Though god I feel like reports saved me from some boring ass RP man.

    “So, ensign, what did you learn about mysterious substance A?”

    “Well, sir, it acts like a base but had an acidic pH, and when you put it in whater it turns to sand.”

    “Oh, interesting, what happens when you apply heat to it?”

    “Oh, I’ll try that!” OOC: Staff didn’t say, so I can’t say yet!

    “Okay, what about when you do...”

    “OOC: Gotta go back to Staff...”

    “Or...”

    “OOC: Staff...”

    “Okay, hows your coffee?”


  • Pitcrew

    I never had an issue with the report RP in the sense of using it to generate information for players to then share. To me it was no different then when a DM hands you a sheet of paper that has the results of some of your investigations around town or some such. Just a way to pass information and share said information.

    That said, I do get why some people felt it bogged down their RP. It's hard to file a +report about your most recent bout of sexual exploits.

    Or is it...


  • Coder

    @bobgoblin I think some places took Reports to an extreme and expected it to be written up in an IC, professional and detailed manner. That’s just annoying. A pithy OOC summary can convey important plot details to players and staff who weren’t there, but hardly anybody wants to read (let alone write) a realistic AAR. They’re long and dull.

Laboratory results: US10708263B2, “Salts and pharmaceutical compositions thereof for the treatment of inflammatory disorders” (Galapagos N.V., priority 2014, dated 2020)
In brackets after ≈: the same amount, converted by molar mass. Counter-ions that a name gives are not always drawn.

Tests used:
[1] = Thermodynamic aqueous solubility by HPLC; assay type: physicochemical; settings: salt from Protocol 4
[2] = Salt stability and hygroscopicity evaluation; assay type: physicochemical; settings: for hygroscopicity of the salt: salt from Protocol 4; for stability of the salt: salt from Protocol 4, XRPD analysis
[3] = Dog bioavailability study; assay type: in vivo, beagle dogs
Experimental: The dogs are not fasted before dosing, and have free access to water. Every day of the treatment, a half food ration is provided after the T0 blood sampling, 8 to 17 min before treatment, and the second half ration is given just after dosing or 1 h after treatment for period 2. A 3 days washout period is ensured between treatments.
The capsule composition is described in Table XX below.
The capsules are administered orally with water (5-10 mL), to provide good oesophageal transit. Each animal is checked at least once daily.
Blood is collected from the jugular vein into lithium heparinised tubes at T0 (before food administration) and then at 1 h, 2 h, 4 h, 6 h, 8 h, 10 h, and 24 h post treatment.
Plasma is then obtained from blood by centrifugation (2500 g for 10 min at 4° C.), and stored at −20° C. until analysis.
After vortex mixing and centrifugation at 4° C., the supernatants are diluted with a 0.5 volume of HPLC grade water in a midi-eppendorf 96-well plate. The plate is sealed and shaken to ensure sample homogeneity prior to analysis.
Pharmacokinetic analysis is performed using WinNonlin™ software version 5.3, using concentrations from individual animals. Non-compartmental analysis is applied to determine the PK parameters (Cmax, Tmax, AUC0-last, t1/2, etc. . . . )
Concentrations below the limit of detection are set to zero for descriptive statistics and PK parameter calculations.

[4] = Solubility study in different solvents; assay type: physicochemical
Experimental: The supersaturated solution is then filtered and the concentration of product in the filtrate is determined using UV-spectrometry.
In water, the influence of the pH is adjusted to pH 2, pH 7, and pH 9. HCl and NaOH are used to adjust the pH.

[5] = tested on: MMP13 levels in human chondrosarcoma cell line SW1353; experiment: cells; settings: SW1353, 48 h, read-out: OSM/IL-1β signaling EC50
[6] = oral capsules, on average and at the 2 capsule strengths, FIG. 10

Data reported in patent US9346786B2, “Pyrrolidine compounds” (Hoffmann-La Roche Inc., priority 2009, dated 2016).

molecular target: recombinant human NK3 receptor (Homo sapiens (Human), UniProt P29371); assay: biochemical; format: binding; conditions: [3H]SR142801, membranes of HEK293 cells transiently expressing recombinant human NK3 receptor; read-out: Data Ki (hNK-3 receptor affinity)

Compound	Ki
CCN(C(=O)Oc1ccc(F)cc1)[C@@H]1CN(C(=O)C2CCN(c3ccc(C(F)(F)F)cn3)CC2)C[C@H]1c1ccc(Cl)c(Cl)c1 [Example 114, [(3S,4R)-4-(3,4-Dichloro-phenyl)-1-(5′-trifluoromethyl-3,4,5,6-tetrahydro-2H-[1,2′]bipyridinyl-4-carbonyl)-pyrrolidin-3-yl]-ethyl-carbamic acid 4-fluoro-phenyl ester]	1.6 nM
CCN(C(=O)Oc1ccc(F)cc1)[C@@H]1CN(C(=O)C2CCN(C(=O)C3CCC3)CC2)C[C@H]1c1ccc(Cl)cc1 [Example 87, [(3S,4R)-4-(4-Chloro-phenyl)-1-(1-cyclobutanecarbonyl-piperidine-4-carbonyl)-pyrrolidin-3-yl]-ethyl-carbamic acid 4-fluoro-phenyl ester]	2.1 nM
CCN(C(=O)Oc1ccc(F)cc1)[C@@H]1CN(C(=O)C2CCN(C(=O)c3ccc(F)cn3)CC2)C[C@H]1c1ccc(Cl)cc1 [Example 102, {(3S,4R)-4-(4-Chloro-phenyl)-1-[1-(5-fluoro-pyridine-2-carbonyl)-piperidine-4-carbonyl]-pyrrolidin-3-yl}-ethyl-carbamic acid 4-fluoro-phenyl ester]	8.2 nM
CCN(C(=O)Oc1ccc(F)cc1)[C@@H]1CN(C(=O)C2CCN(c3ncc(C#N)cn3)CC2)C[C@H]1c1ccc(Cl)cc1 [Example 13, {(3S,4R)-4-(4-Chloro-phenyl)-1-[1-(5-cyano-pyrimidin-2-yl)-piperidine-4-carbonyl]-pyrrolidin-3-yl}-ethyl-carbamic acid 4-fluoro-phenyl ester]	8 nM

• Pitcrew

    @faraday said in Star Trek?:

    @bobgoblin I think some places took Reports to an extreme and expected it to be written up in an IC, professional and detailed manner. That’s just annoying. A pithy OOC summary can convey important plot details to players and staff who weren’t there, but hardly anybody wants to read (let alone write) a realistic AAR. They’re long and dull.

    This. The place I had seen it the report requirement was the equivalent of "Office Space: The RPG" and if you didn't have the cover letter on your TPS report you got crapped on.


  • Pitcrew

    @wildbaboons said in Star Trek?:

    @faraday said in Star Trek?:

    @bobgoblin I think some places took Reports to an extreme and expected it to be written up in an IC, professional and detailed manner. That’s just annoying. A pithy OOC summary can convey important plot details to players and staff who weren’t there, but hardly anybody wants to read (let alone write) a realistic AAR. They’re long and dull.

    This. The place I had seen it the report requirement was the equivalent of "Office Space: The RPG" and if you didn't have the cover letter on your TPS report you got crapped on.

    I now need an Office space Mush in my life. I know it would be really boring but it couldn't possibly be worse then all the school life roleplay mush's out there. Imagine all the wacky hijinx you could get into!

    On a more on topic note I've tried most the current Star Trek Mushes out there for a reasonable amount of time. That Star Trek ToS game is nice but it's a bit... light... on actually letting you have a character background and the like feels more like a code light mud then a mush. Which is a problem I find with a lot of Star Trek Mushes, they just come off as Code light Muds, or sometimes even code heavy muds. It's kind of sad to be honest.


  • Pitcrew

    I've batted the idea of a Star Trek Mush around for a good chunk of years but just can never motivate myself to make it happen.

    I see the breakdown coming with differences on setting and locations. Ships vs stations etc.

    I also see Trek as being very dependent on story tellers in most designs which makes me nervous. Burnout is real bro